Bank Secrecy Act
Congress passed the Bank Secrecy Act in 1970 as the first laws to fight money laundering in the United States. The BSA requires businesses to keep records and file reports that are determined to have a high degree of usefulness in criminal, tax, and regulatory matters. The documents filed by businesses under the BSA requirements are heavily used by law enforcement agencies, both domestic and international to identify, detect and deter money laundering whether it is in furtherance of a criminal enterprise, terrorism, tax evasion or other unlawful activity.
The Internal Revenue Service is a partner in the U.S. National Money Laundering Strategy. The IRS seeks to achieve a balance between enforcement of the money laundering laws and education. This page provides links to information about specific BSA requirements to assist with education and compliance with the law.
Report of Cash Payments Over $10,000 Received in a Trade or Business (Form 8300)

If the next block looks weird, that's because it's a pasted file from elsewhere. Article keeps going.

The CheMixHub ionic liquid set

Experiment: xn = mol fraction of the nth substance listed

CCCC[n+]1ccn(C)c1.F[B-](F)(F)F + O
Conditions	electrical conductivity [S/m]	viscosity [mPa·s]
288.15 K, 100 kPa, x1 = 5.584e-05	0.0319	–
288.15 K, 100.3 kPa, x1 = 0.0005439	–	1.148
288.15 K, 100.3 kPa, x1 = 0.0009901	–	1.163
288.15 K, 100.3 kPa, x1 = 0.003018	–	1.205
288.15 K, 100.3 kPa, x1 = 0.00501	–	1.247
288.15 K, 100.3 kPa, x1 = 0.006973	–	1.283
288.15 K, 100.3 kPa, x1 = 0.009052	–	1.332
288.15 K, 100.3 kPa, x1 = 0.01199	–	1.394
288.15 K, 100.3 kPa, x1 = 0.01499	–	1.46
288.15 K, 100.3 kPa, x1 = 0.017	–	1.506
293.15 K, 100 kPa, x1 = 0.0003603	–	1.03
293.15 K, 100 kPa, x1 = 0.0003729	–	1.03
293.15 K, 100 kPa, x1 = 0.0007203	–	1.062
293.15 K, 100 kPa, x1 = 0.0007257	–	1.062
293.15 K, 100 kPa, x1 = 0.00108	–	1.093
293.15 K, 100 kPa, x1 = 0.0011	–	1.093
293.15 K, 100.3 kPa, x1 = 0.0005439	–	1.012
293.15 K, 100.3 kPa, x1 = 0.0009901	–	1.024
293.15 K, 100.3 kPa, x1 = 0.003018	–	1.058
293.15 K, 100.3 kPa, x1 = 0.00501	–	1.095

Reporting Cash Payments of Over $10,000
The general rule is that you must file Form 8300, Report of Cash Payments Over $10,000 Received in a Trade or Business, if your business receives more than $10,000 in cash from one buyer as a result of a single transaction or two or more related transactions.
Report of Foreign Bank and Financial Accounts (FBAR)
Report of Foreign Bank and Financial Accounts
If you own a foreign bank account, brokerage account, mutual fund, unit trust, or other financial account, then you may be required to report the account yearly to the Internal Revenue Service.
FBAR Reference Guide
This Guide is provided to educate and assist U.S. persons who have the obligation to file the FBAR; and for the tax professionals who prepare and electronically file FBAR reports on behalf of their clients.
Money Services Businesses
Money Services Business (MSB) Information Center
Information for money services businesses, including Bank Secrecy Act (BSA) requirements, forms and publications, and resources.
Telephone Numbers for FBAR and Title 31 Help
The Helpline provides access to information and answers to questions about how to comply with the Bank Secrecy Act, and other technical Title 31 issues. The number is toll-free inside the U.S., and a separate non-toll free number is available for filers outside the U.S.